Tech giant Samsung has issued a sinister warning to millions of smartphone users, about a potential new form of “zero-click” attack. According to the tech giant, simply receiving an image on your phone could one day be enough for hackers to access your device.
“Imagine this,” said a release from the tech giant. “Your phone receives an image via text and it vibrates gently or it’s on your bedside table, lighting up briefly as you sleep. You haven’t touched your phone, but someone may already be reading your messages, browsing your gallery and viewing other personal data. Zero-click exploits are just the latest threat in an era of increased cybercrime targeting user data.”
Cyber-crime is a rapidly evolving landscape, and attacks on phones surged by 500% last year, as criminals increased their efforts to snare unsuspecting victims. One emerging threat is a form of spyware called Hook, which is aimed at Android users. The dangerous malware allows criminals to hijack mobile phones and extract critical information, such as banking details. It can even spread malware to other users, sparking a devastating domino effect.
Of course, our mobile devices play an increasingly critical role in both work and home life. However, Chief Information Officer Chris Crowther says businesses often overlook them, as they prioritise protecting their office-based networks instead. And this can have damaging consequences.
“If your business invests in anti-virus tech and software, an attacker will know that isn’t your immediate vulnerability,” explains Chris. “So, instead of attacking you that way, they will find out where you are weakest. This might mean targeting the human aspect of your company instead. If one of your employees is all over Facebook or Twitter, criminals might target them with a malware link, relating to something they know they’ll be interested in.”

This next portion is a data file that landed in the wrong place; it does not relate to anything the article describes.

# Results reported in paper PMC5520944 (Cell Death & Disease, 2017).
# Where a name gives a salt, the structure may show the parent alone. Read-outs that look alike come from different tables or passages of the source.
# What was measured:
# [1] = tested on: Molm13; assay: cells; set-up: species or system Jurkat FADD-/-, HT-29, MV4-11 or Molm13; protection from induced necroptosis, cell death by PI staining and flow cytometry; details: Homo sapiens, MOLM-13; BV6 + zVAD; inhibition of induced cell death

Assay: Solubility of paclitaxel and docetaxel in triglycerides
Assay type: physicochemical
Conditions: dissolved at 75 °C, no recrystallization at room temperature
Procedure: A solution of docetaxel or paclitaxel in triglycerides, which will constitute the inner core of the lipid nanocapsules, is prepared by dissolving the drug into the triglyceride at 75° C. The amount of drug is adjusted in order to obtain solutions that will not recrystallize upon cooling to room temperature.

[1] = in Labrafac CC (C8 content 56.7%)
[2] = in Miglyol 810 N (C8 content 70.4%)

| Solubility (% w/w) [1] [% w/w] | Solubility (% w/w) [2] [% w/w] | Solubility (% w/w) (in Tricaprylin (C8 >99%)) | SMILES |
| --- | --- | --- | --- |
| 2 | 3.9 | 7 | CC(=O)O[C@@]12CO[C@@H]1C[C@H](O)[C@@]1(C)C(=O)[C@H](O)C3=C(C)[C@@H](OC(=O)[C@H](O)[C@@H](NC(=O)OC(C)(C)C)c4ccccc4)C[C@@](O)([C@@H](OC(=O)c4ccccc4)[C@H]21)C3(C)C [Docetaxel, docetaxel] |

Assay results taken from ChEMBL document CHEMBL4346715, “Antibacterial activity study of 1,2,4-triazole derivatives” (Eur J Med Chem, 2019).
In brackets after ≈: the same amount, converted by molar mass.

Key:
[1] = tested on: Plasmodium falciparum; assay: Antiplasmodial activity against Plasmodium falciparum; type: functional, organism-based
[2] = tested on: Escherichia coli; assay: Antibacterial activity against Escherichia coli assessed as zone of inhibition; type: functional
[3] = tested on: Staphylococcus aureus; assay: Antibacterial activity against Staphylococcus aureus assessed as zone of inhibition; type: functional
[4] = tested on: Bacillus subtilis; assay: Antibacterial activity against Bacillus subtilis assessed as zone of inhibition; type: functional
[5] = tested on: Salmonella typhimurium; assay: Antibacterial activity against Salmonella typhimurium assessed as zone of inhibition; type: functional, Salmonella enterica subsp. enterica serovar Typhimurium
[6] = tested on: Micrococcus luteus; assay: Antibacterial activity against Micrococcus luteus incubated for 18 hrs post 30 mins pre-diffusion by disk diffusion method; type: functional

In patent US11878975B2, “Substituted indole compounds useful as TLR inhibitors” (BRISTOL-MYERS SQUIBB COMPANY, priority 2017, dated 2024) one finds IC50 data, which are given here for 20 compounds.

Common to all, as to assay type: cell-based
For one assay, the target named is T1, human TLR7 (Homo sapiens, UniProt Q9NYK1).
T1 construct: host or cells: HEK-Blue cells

Chris adds that it is vital never to use the same passwords across your personal life and work life. This is because compromised passwords and logins constantly appear on darkweb criminal sites for sale. And if a company issues work mobile devices, then a sensible cyber-security habit is to keep work and personal mobile devices separate.
If your company allows employees to use their own devices, known as Bring Your Own Device or BYOD, then it’s important to follow the BYOD policy to the letter, otherwise they are at high risk of putting company data at risk. This is partly because employees are very likely to use messaging, social media and e-commerce apps, all of which can leave them vulnerable to cyber-attack through clicking on dodgy links. If successful, this can enable threat actors to steal valuable business information.
“If you are using your personal mobile for business, consider what happens if a cyber-criminal sends you a text about an upcoming parcel delivery,” adds Chris, who co-founded the West of England Cyber Cluster and supports SMEs as a virtual CIO.
“If this is malware and you click on that link, you could then end up with a keylogger on your phone. This is a type of spyware that records user keystrokes, allowing hackers to read anything you are typing into your keypad.
“This could include sensitive data like system passwords, bank account details and credit card numbers. Ultimately, when your business email or Teams account then asks you to re-enter your password, cyber-criminals can access your details. This could have far-reaching consequences for your business.”
While establishing a robust mobile security protocol might sound daunting, Chris says it isn’t as complex as people think. “It’s just about putting sensible controls and policies in place,” he says. “If you need advice, the Business Cyber Centre is here to help SMEs understand how to protect themselves and prosper.”